Caution: Female Construction Workers Routinely Experience Harassment and Discrimination

female construction worker on site

Caution: Female Construction Workers Routinely Experience Harassment and Discrimination

In the construction industry, men rarely speak up against working with women or other minorities but their actions speak louder than words. Some ignore the female construction workers while others subject these women workers to sexual harassment. When studies try to reason why so few women work in the construction industry, blame falls heavily on sexual harassment and gender bias. Although the high pay is a motivator for female employment, the harassment by fellow coworkers is often so bad that many women would rather be paid less than deal with this ongoing treatment.

But, female construction workers do have some resources for counteracting sexual harassment and gender discrimination. In some situations, speaking with an employment lawyer provides possible legal solutions.

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The Number of Construction Workers: Men vs. Women

Although women easily make up half of the workers throughout most occupations, women workers in construction only make up 2.6 percent of workers in construction. This number hasn’t budged for almost three decades. For reference, in the United States, about two hundred thousand women work construction while more than seven million men work construction.

Worse yet are the numbers that represent minorities within the female population of construction workers. Out of the 2.6 percent of women in construction, only .4 percent are Hispanic and only .2 percent are black. Despite the high pay of construction, women clearly don’t feel welcome in this occupation.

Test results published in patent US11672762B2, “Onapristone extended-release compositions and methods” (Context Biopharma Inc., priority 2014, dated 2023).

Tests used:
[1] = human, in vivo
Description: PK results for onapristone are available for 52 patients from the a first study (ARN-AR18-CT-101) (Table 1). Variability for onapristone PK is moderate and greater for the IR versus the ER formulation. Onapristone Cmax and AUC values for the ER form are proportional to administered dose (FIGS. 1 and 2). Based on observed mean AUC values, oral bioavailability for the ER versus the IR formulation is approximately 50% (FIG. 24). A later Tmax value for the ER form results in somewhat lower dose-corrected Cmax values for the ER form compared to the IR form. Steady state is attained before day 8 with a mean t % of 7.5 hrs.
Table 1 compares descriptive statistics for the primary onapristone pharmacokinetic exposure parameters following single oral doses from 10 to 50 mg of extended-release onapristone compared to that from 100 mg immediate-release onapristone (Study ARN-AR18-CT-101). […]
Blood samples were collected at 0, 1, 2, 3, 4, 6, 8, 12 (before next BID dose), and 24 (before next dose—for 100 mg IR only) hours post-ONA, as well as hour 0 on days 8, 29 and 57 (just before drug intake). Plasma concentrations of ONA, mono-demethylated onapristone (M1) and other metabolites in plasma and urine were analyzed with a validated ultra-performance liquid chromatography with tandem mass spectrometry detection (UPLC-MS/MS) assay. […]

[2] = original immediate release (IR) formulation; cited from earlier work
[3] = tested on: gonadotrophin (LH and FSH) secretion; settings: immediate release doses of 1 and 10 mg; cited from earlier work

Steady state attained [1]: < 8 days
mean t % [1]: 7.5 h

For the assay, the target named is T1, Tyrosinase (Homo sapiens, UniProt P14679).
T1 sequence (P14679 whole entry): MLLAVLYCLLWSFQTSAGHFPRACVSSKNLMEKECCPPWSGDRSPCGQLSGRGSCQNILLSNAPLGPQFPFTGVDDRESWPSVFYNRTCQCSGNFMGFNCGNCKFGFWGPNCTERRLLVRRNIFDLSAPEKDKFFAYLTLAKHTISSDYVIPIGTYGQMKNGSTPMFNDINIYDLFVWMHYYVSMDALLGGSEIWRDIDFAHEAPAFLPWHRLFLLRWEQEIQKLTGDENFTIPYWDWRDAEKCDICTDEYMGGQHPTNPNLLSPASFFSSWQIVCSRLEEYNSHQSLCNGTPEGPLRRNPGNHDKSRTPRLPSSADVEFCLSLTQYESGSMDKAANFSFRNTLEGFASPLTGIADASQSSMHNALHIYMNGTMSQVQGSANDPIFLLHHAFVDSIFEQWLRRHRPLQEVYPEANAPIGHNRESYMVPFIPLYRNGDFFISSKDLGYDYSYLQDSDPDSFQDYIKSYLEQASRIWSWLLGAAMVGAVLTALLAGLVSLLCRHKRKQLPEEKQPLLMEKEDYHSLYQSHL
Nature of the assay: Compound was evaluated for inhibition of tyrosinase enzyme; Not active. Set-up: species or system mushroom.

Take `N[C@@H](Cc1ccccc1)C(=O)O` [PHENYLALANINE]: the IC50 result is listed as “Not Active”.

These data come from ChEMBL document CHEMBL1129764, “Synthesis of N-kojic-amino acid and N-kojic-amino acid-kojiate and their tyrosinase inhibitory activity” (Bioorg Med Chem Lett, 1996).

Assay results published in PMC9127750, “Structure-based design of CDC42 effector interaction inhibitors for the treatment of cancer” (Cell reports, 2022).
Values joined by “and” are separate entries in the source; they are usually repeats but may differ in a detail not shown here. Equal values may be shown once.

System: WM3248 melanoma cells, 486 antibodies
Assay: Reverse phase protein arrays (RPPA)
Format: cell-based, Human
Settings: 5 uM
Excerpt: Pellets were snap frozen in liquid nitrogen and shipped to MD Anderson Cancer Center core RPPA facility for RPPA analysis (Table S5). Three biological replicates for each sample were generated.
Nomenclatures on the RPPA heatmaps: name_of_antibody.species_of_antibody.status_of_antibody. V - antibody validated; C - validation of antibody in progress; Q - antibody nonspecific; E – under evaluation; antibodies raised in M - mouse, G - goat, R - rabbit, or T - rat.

But, if the construction industry is scrutinized, women are usually most concentrated in office positions, which is traditionally seen as a more feminine position. However, these positions have a lower wage. Women are less likely to be placed in labor intensive roles. This further reinforces the idea that women do not belong in physically demanding job positions.

When the question of “why” is aired alongside the low numbers of women construction workers, the usual answers are flung around. Women face sexual harassment and gender stereotypes. Meanwhile, it’s tougher for women to find mentors within the industry. And yet, statistics reveal that sexual harassment cases have dropped in number between 1999 and 2012. So despite not having a clear plan of action for increasing the numbers of female construction workers, the construction industry is changing.

Money, Money, Money: A Smaller Pay Gap

Despite the transient nature of construction jobs, construction is well known to be high paying. Women who work construction reap the benefits of a higher paycheck. A median hourly wage is approximately $19, and this is almost double the median hourly wage of most women, in female-dominated fields. While full-time women make 82 percent of what full-time men make, women in construction earn about 89 percent of what male construction workers make in a week.